NCI Colorectal Cancer Risk Assessment Tool Estimates Current Risk of Advanced Neoplasia


Key Points

  • Estimated future colorectal cancer risk was associated with the current risk of advanced neoplasia.
  • The current risk of advanced neoplasia was 12.8% vs 3.7% for estimated 5-year colorectal cancer risk above vs below the median.

In a study reported in the Journal of the National Cancer Institute, Imperiale et al found that the National Cancer Institute (NCI) colorectal cancer risk assessment tool was able to estimate the current risk for advanced colorectal neoplasia.

Study Details

The study involved 4,457 persons aged 50 to 80 years undergoing first-time screening colonoscopy. The NCI tool was used to calculate the future risk of colorectal cancer on the basis of medical and family histories, lifestyle information, and physical measures. Advanced neoplasia was defined as a sessile serrated polyp or tubular adenoma ≥ 1 cm, a polyp with villous histology or high-grade dysplasia, or colorectal cancer. Subjects had a mean age of 57 years, and 52% were women.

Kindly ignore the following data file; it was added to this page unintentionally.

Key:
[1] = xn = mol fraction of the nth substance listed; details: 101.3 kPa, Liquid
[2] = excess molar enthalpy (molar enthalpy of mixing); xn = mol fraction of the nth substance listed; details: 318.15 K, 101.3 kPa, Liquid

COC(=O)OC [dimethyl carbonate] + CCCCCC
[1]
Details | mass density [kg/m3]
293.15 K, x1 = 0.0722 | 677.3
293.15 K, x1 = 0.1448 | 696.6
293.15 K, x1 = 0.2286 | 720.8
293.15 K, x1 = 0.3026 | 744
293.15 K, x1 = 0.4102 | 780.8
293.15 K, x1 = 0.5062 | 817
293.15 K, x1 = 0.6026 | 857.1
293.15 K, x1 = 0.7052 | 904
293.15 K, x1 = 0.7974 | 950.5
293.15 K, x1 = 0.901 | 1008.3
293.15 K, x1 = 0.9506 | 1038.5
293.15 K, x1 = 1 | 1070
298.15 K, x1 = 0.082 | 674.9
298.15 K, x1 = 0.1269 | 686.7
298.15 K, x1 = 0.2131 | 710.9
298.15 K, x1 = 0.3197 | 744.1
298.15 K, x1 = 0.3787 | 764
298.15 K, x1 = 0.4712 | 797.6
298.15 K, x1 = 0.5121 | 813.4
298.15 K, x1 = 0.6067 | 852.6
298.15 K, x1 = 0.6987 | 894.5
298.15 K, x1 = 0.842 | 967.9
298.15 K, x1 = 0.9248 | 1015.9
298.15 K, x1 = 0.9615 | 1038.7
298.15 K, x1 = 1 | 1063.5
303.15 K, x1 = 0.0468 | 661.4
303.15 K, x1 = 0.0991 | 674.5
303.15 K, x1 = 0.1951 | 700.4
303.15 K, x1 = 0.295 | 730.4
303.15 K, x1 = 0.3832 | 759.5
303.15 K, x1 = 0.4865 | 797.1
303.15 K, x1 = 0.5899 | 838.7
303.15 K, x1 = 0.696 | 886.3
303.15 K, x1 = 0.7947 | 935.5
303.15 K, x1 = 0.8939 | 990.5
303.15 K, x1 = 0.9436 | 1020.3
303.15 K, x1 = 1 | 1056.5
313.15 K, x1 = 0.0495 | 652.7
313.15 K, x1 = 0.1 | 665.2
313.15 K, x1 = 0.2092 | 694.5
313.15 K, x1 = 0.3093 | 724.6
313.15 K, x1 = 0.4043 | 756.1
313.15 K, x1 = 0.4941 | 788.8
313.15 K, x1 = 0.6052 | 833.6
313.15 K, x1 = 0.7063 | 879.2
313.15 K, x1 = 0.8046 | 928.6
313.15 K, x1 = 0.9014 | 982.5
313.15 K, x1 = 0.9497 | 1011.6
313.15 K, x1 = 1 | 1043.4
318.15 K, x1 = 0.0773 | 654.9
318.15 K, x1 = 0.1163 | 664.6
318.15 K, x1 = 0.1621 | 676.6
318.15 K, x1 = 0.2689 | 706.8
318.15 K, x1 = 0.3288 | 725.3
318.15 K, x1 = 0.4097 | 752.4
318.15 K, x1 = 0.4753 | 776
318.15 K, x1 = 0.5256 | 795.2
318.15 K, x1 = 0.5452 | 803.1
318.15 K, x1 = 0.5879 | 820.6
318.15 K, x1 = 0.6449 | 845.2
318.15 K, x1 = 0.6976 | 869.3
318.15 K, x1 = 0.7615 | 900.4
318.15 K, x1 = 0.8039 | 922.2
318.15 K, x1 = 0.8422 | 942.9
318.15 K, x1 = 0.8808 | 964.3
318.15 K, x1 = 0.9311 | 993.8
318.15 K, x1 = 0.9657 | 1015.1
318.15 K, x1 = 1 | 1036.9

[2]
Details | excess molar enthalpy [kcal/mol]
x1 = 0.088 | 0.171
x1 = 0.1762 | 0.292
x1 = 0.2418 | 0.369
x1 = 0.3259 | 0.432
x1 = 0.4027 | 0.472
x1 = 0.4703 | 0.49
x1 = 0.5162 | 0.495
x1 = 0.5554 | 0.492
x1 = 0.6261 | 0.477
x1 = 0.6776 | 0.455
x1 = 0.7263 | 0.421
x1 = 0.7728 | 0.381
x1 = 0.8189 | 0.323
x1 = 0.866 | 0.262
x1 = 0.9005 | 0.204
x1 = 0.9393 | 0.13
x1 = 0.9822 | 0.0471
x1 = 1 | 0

Correlation of Risk

The overall prevalence of advanced neoplasia was 8.26%. Based on quintiles of increasing 5-year estimated absolute colorectal cancer risk, current risks of advanced neoplasia were 2.1%, 4.8%, 6.4%, 10.0%, and 17.6% (P < .001). For quintiles of estimated 10-year colorectal cancer risk, current risks for advanced neoplasia were 2.2%, 4.8%, 6.5%, 9.3%, and 18.4% (P < .001). The current risk of advanced neoplasia was 12.8% vs 3.7% for estimated 5-year colorectal cancer risk above vs below the median (relative risk  = 3.4, 95% confidence interval = 2.7–4.4).

The investigators concluded: “The NCI’s Risk Assessment Tool, which estimates future [colorectal cancer] risk, may be used to estimate current risk for advanced neoplasia, making it potentially useful for tailoring and improving [colorectal cancer] screening efficiency among average-risk persons.”

The study was supported by the NCI, the Walther Cancer Institute, Indiana University Simon Cancer Center, and the Indiana Clinical Translational Sciences Institute.

Thomas F. Imperiale, MD, of Indiana University School of Medicine, is the corresponding author of the Journal of the National Cancer Institute article.

The content in this post has not been reviewed by the American Society of Clinical Oncology, Inc. (ASCO®) and does not necessarily reflect the ideas and opinions of ASCO®.




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